As Director of Contextualized Learning, I help Master of Divinity students determine the kinds of ministry learning experiences they need to prepare for their vocational calling, whether that is congregational ministry, chaplaincy, justice advocacy, nonprofit leadership, or another type of ministry.  I help students find their contextual learning sites and supervisors and then teach the courses that facilitate their learning during these internship experiences.  My work with students continues as they do their final capstone projects. As Associate Professor of Pastoral Theology and Counseling, I also teach pastoral care in the Caring Ministries course.  It is satisfying to watch students grow into readiness for ministry through these courses and experiences.  And it is good to be able to give individualized attention to each student's calling and ministry interests.

Recognizing the suffering that people endure because of injustice and violence, I have become increasingly concerned about peace, justice, and climate crisis issues.  Recently, I was named the Dianne C. Shumaker Chair of Peace and Justice. This connects well with my role at Central Seminary as the Director of the Buttry Center for Peace and Nonviolence, whose mission it is to theologically engage, educate, and connect people of faith for seeking justice, nurturing peace, and caring for creation.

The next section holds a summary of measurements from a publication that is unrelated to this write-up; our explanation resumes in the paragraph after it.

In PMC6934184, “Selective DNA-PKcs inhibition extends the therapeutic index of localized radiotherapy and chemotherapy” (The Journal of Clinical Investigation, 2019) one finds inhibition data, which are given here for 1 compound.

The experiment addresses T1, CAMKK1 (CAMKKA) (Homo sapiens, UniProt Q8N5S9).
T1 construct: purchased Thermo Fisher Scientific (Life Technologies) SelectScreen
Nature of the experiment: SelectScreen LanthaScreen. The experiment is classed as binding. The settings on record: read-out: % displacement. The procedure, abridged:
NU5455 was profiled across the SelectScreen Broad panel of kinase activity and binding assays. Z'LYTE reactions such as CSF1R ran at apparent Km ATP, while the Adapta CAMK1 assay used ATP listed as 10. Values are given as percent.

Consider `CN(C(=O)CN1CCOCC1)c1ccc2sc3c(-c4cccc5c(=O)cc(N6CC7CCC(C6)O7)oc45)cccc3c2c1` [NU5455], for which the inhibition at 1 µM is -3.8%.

For most of the time I have taught at Central Seminary, I also was serving as an associate pastor with an emphasis on pastoral care and counseling.  This enabled me to be a practitioner of what I teach.  Other ministry experiences have included pastoring a small church, resettling refugees, new church development, small group ministry, and psychiatric nursing. 

Graduate studies occurred at Gordon-Conwell Theological Seminary (M.Div.) and Vanderbilt University (Ph.D.).  Further training in pastoral counseling resulted in credentialing as a Certified Pastoral Counselor and Fellow with the American Association of Pastoral Counselors. 

 

 

 

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